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Kennedy, Daniel, Accomplishments by Williams

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Williams, Samuel Cole, "The Franklinites," in History of the Lost State of Franklin (Revised Edition published by The Press of the Pioneers, New York, 1933) 307-308. (Public Domain, Available on-line: University of Chicago [1]).

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Daniel Kennedy

Daniel Kennedy was born in Virginia about the year 1750. Family tradition is to the effect that he served in Lord Dunmore's War (1774) as a private in the company of Captain Evan Shelby. In 1776 he aided in the defense of the Watauga Fort when it was attacked by the Cherokee Indians. Sometime after July, 1777, he settled at Milburnton, then Washington but now Greene county, and the next year he served as a grand-juror in the Washington county court. In 1770 he removed to a large tract of land he had entered, near the mouth of Camp Creek, south of Greeneville. This homestead remained in the family over one hundred years, passing to others in 1898.

Kennedy marched with John Sevier to the battle of King's Mountain (1780) as a lieutenant, to be promoted to a captaincy for gallantry in action. On his return he was honored with a seat on the bench of Washington county court, in 1781.

He represented Washington county in the North Carolina General Assembly of 1783, and was influential in the passage of an act to establish Greene county. On the organization of that county he was elected clerk of its court, an office he held for the remainder of his life under the several changes in the forms of government.

In the State of Franklin he served as a member of the council of p308 state and as brigadier-general. With John Sevier and Alexander Outlaw he served as commissioner of that State in negotiating the Dumplin Creek treaty with the Cherokee Indians.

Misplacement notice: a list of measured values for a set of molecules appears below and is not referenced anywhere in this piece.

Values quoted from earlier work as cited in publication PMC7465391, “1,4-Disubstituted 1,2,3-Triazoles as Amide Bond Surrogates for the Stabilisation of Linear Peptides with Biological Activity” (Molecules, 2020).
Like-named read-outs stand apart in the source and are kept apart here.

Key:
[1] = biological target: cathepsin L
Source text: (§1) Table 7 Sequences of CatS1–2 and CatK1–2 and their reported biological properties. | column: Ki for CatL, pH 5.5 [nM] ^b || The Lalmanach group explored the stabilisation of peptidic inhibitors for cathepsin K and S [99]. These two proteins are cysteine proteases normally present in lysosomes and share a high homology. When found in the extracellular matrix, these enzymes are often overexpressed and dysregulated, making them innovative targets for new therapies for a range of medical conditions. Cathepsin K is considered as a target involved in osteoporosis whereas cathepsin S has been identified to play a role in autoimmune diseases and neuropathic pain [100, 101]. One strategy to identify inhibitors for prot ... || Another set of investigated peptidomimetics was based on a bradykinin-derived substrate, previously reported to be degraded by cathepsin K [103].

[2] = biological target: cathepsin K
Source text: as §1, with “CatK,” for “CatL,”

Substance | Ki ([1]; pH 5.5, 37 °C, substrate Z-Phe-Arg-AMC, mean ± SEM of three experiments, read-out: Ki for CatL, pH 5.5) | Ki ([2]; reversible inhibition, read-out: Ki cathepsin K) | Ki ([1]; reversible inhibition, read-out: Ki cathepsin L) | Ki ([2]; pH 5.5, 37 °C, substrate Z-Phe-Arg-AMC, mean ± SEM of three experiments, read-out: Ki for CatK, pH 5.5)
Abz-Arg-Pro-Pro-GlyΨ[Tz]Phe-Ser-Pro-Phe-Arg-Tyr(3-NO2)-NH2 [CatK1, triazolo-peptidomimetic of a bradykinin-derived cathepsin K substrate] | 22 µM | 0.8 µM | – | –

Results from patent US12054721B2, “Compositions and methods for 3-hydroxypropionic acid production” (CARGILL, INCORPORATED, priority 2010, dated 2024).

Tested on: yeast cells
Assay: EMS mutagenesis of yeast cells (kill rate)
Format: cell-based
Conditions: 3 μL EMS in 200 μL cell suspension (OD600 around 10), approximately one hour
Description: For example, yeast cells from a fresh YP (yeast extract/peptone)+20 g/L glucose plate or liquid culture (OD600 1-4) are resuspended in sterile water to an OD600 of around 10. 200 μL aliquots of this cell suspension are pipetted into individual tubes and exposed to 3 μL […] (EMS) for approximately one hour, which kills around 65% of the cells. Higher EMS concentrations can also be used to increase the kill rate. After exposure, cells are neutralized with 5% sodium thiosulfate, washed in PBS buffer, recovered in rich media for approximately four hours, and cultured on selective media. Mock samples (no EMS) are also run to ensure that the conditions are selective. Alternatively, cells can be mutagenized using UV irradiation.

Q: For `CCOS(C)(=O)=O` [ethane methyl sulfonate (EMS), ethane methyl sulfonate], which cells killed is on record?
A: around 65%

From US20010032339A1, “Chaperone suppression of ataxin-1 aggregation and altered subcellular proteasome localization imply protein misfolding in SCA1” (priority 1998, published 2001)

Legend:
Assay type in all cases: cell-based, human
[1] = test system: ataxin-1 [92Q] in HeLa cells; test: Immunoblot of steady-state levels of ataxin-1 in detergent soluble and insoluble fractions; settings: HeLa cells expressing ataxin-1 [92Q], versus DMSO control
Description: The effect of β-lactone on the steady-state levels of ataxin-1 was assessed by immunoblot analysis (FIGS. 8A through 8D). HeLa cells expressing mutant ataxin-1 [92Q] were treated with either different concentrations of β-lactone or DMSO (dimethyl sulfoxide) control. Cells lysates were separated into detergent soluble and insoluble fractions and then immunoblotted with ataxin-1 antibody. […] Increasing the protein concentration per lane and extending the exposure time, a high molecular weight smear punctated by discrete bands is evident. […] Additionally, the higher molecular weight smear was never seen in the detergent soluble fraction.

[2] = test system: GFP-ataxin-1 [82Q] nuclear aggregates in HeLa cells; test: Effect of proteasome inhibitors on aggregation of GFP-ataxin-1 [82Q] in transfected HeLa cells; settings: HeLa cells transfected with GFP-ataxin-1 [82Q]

Elected by the friends of Franklin, he at a late day of the session took a seat in the Carolina senate of 1787. Both the Tipton and the Sevier forces were second lieutenant for the support of General Kennedy, because of his great popularity in Greene county. His heart was with Sevier as his speech in the Franklin convention of 1787 evidences. That speech also demonstrates the ability of Kennedy, and that he could have risen high in the affairs of State and Nation had he not preferred to retain in comfort the clerkship of his county.

When the Franklin government was virtually doomed by the action of the Federal constitution convention, General Kennedy acted under a colonel's commission from North Carolina on General Martin's campaign against the Cherokees, on the failure of which Kennedy joined Sevier under whom he had often campaigned.

General Kennedy was a friend of education. As early as 1783, he was named as an incorporator of Martin's Academy (Washington College) and he was also a trustee of Greeneville College.

General Kennedy died in consequence of a bruise on the hand from a forge hammer, and was buried at Mount Zion church, •six miles from Greeneville. Above his grave there was recently erected a monument — a large native rock embedded in which is a bronze tablet bearing this inscription:d

To the Memory

of

Col. Daniel Kennedy

1750‑1802

Soldier, Patriot, Statesman,

Revolutionary Soldier,

Pioneer of Tennessee

First Clerk of Court

Greene County

Served Under Four Forms of Government

1783‑1802.

Supported State of Franklin

Made Peace With Indians

Trustee

Greeneville and Washington Colleges

Erected by Descendants

1920.

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  • "The Author and the Work" [2]

"Samuel Cole Williams (1864‑1947) was a distinguished jurist and scholar who rose to become a Justice of the Tennessee Supreme Court, and the first dean of the Lamar School of Law, Emory University. Although born in West Tennessee, he moved to Johnson City when he was in his late twenties, and is best known in connection with East Tennessee — the area of the State of Franklin. He founded the East Tennessee Historical Society and wrote many articles and books on Tennessee; the book transcribed here is his best-known work. A fuller and sympathetic biographical sketch of Judge Williams is given in The Tennessee Encyclopedia of History and Culture."



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